Peto1 February 11, 2014

Jani, in a past post (a few months ago, at least) you cryptically alluded to a possible reason why you are so relentlessly – and frankly comically – negative about Apple. Would you care to elaborate on what that reason might be?

    Jani Ziedins February 11, 2014

    Everything is relative. A few years back I was bullish on Apple when many were concerned about Steve Job’s health and the size of AAPL’s run. That reluctance to own AAPL made it a great buy because it meant AAPL was undervalued and those fears were already priced in. Fast forward several years to where everyone claims AAPL is a shockingly good buy. That means all the good news is already priced in and the stock is at the very least fairly valued.

    As for the company’s products, their marketshare is in free fall as cheaper/larger devices are eating their lunch. This is the 1980’s all over again. AAPL will continue making the premiere devices in the industry and command a price premium over the competition, but they will be a niche player, not the dominant player that their biggest market cap in the world implies. The lifecycle in the tech industry is brutal and 10 years at the top is about as long as anyone can hold the crown. I’m far more interested in opportunities in tech companies that people ridicule because they are too old and slow (MSFT/INTC) or ones that everyone claims are overpriced (many of the hot new issues). In the markets when too many people agree something is a great buy, there isn’t any value there.

    As for Apple products, I am writing this on a 27″ iMac and I have a MBA on my desk. I’m on my second iPhone and so is my wife. Wile I appreciate Apple’s beautiful hardware and simple software design, I find their closed and locked system frustrating. There is only one way to use Apple’s devices and that is the way Steve Jobs allows us to use them. That works really well for soccer moms, but it leaves power uses with a love/hate relationship with the company.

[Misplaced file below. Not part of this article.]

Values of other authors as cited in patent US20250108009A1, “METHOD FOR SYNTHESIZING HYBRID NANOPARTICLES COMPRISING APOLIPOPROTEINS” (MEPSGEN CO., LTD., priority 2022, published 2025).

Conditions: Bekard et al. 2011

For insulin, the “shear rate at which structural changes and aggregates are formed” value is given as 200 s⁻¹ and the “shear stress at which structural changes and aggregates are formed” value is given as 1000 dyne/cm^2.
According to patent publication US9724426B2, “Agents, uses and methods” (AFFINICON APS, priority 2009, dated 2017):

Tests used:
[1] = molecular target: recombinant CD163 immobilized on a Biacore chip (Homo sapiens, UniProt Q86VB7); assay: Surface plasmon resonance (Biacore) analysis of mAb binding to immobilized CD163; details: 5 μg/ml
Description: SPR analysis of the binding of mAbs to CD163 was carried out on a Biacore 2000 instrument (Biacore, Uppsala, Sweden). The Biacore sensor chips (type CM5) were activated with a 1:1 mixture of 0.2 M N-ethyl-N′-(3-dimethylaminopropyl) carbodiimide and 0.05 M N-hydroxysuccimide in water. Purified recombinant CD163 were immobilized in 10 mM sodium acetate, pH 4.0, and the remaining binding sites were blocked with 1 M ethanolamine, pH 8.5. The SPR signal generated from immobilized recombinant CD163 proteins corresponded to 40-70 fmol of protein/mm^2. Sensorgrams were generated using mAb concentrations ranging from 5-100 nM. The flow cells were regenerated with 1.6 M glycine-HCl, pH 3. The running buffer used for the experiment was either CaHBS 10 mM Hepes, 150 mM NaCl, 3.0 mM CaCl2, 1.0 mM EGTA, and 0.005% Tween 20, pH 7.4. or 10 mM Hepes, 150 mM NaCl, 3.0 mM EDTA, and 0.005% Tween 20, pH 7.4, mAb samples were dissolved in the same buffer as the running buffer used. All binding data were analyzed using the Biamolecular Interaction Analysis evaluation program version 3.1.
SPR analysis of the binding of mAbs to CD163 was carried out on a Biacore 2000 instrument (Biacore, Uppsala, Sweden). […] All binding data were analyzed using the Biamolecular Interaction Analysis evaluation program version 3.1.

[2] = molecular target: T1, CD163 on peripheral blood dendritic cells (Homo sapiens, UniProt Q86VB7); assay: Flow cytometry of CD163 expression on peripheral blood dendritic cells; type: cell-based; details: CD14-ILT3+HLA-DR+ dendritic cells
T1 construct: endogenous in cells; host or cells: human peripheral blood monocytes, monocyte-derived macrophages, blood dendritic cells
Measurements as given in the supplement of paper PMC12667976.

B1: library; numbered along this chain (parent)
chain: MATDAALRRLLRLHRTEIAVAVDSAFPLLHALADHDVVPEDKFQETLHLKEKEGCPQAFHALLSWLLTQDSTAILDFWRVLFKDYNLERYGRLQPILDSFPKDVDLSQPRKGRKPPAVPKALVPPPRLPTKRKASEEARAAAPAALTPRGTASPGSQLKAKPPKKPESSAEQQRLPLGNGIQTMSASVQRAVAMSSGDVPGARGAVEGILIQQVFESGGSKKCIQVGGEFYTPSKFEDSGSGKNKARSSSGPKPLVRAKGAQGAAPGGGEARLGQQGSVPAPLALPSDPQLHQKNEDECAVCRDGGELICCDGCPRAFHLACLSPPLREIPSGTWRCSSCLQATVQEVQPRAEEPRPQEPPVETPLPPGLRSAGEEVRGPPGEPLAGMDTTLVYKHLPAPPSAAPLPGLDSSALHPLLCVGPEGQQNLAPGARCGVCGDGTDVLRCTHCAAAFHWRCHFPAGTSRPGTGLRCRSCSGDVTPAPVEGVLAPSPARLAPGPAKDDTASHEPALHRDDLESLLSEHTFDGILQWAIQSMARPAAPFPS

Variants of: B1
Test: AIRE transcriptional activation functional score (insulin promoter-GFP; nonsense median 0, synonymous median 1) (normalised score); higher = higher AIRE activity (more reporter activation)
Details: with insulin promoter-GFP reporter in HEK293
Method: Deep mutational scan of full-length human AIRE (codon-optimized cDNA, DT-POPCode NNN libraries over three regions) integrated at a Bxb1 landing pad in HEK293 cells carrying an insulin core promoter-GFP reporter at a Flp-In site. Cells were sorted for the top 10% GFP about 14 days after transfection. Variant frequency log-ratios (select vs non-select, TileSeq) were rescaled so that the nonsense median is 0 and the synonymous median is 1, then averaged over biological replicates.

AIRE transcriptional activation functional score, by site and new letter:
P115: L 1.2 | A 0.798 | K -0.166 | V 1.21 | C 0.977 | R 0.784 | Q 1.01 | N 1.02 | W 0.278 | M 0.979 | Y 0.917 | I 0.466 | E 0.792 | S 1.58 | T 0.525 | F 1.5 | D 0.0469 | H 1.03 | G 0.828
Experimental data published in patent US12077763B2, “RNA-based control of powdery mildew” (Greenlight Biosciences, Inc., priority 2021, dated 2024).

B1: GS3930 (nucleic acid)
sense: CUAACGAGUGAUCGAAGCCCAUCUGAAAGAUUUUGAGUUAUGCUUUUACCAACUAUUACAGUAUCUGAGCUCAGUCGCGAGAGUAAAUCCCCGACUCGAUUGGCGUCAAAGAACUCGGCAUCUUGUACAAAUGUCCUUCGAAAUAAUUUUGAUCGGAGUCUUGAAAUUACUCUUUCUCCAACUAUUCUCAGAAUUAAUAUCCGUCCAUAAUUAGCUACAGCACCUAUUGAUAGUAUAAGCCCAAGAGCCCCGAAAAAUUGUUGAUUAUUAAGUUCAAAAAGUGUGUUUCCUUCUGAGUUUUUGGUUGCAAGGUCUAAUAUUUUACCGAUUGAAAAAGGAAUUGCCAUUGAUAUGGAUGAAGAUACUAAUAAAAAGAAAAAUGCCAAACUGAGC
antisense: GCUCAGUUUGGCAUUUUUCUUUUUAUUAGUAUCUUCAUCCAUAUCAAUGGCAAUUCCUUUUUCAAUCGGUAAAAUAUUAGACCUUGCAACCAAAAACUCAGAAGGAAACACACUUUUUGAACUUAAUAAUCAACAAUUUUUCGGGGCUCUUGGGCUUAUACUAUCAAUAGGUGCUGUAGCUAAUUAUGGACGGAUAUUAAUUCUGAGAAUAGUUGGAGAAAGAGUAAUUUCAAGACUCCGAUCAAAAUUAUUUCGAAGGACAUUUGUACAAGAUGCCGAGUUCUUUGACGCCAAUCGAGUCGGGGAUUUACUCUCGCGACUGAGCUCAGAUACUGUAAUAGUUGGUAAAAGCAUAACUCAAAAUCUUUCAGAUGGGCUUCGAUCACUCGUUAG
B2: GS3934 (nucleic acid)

dash February 14, 2014

“Recent strength follows comments from Tim Cook that he spent a big chunk of his US based cash hoard buying stock over the last couple weeks”

Yes, Tim Cook and his team sent an incredibly strong message about how undervalued they feel the stock was just below current prices. Nobody understands better the current and future opportunuties of Apple and how they feel the stock price reflects that. As for market share, who cares? Selling at razon-think margins just to get market share is a dumb strategy. The iphone generates over 80% of global smartphone profits, that’s the only stat of any importance.

    Jani Ziedins February 14, 2014

    Apple’s a great company, but will it be able to maintain its position as the most valuable company in the world over the next 12 months? Next 5 years? Next 10 years? And even if it defies the odds, what’s the upside? Keeping up with inflation? There are more interesting growth stories out there. Trade the future, not the past.

dash February 14, 2014

No doubt there are companies growing faster than Apple. Question is how much are you going to pay. All of Apple’s metrics are extremely cheap.

A lot of people think the iphone will suffer the same fate as Nokia or Blackberry. There’s a huge difference; the software/apps on those phones were irrelevant. No so for the iphone, people get locked in. I don’t know what will happen over the next 10 years, nobody does, and I don’t have to. I can sell any day. Here’s what the CEO of the company has to say. Do you seriously think you have a better understanding of the current and future growth prospects than he does?

“It means that we are betting on Apple. It means that we are really confident on what we are doing and what we plan to do,” said Mr. Cook, speaking in a conference room at the company’s corporate headquarters here. “We’re not just saying that. We’re showing that with our actions.”

Comments are closed